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Sporting Rights Update

CAP Reform, Greening & Shooting

The results of the reform of the Common Agricultural Policy are in the process of being implemented on farms across the UK and we are likely to see one or two changes to the sporting environment during the 2015-16 season. Greening is one of the key policy changes to come out of the CAP reform process and farmers have been tasked with finding a 5% Ecological Focus Area on their land. The options available to farmers are: hedgerows, fallow land, catch/cover crops, buffer strips and nitrogen fixing crops. The main options that will affect the shooting industry are catch/cover crops. The creation of this extra over wintered cover will be beneficial for game management, especially those with resident English partridges. The cover will be in place for the key pairing up period between December and March, allowing the partridges to hide from their predators in whole fields of cover crops. These whole fields of cover will also benefit the French partridge and create good blanking in areas that could be driven over hedges or woodland next to the field. Shoot managers should talk to the farm manager/owner over the next few months to discuss what greening options the farm manager is looking to implement and where possible try to implement these in line with the shoot’s objectives as well as meeting the farm’s objectives.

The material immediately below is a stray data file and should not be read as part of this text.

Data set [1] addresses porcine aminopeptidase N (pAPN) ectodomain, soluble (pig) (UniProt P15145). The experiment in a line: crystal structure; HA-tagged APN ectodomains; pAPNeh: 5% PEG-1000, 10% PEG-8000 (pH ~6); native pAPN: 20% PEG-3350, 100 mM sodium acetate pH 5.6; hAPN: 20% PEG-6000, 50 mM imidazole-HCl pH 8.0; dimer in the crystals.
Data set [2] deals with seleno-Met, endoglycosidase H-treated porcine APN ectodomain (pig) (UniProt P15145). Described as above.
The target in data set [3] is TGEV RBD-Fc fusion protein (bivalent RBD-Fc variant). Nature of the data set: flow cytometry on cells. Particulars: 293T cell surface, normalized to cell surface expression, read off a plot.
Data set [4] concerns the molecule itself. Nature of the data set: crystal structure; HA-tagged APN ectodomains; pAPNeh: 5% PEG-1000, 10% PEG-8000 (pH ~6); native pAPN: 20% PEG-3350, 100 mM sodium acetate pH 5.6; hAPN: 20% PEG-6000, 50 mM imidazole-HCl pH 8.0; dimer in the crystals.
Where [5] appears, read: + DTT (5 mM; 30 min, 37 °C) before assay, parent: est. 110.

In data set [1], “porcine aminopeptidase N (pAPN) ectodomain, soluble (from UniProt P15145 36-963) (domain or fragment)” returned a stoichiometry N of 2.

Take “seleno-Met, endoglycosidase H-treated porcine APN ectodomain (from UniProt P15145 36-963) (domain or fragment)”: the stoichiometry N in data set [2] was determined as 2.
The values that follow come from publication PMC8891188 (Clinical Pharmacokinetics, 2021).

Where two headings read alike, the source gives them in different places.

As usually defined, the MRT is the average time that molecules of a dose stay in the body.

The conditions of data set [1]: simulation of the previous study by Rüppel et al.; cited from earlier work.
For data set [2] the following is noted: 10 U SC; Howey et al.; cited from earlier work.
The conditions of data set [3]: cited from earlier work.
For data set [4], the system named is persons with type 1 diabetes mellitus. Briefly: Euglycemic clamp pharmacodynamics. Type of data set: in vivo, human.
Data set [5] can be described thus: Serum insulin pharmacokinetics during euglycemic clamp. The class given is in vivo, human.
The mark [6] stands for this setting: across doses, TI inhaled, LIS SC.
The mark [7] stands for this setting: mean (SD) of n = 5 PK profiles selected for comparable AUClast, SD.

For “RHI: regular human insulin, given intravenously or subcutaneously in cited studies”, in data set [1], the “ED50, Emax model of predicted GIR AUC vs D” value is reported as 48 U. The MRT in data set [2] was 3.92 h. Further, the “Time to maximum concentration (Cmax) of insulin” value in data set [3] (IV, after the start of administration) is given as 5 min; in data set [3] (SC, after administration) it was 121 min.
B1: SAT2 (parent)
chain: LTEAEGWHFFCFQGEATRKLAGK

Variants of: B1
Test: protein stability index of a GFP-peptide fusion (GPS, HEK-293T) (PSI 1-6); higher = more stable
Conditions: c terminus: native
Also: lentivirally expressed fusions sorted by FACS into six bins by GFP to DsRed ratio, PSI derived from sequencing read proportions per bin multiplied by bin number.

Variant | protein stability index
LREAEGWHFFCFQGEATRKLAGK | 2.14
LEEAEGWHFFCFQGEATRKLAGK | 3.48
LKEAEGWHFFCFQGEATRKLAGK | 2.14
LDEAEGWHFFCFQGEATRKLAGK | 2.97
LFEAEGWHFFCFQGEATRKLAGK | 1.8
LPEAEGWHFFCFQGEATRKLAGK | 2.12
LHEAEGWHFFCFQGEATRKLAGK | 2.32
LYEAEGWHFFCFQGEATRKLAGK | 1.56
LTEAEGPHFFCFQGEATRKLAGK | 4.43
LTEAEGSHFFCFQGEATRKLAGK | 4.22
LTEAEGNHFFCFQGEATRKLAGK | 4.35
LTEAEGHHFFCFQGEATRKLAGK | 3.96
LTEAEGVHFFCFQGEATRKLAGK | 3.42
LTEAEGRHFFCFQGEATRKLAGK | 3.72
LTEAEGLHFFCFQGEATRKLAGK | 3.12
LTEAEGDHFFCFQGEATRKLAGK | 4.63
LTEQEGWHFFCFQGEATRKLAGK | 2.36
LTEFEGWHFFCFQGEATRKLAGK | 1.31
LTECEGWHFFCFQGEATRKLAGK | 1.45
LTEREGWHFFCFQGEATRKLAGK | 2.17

Sporting Rights

The past year has seen an unprecedented increase in the number of enquiries relating to taking on sporting rights on farms and estates in East Anglia. It is expected that this will continue into the coming season given the relative improvement in the economy that has been experienced. Historically, sporting rights have traded for circa £4 per acre in East Anglia. However over the past 18 months, with more competition to take on shoots we have noticed a steady increase in the price those prospective tenants are willing to pay. This can add important revenue to a farm or estate business at a time when crop prices are at the lower end of the scale and at a time of reducing farm subsidies. It is important for landlords not to squeeze shoot tenants too much though as the numbers for commercial shoots are tight and it is better to have a consistent, sustainable operation rather than having to change shoot tenants on a regular basis due to the rent being too restrictive. Land owners who have out-going tenants or who have decided to let their sporting rights for the first time will need to get the ball rolling in a timely fashion so that decisions relating to chick/poult purchases, cover crop areas and feed purchases can be made.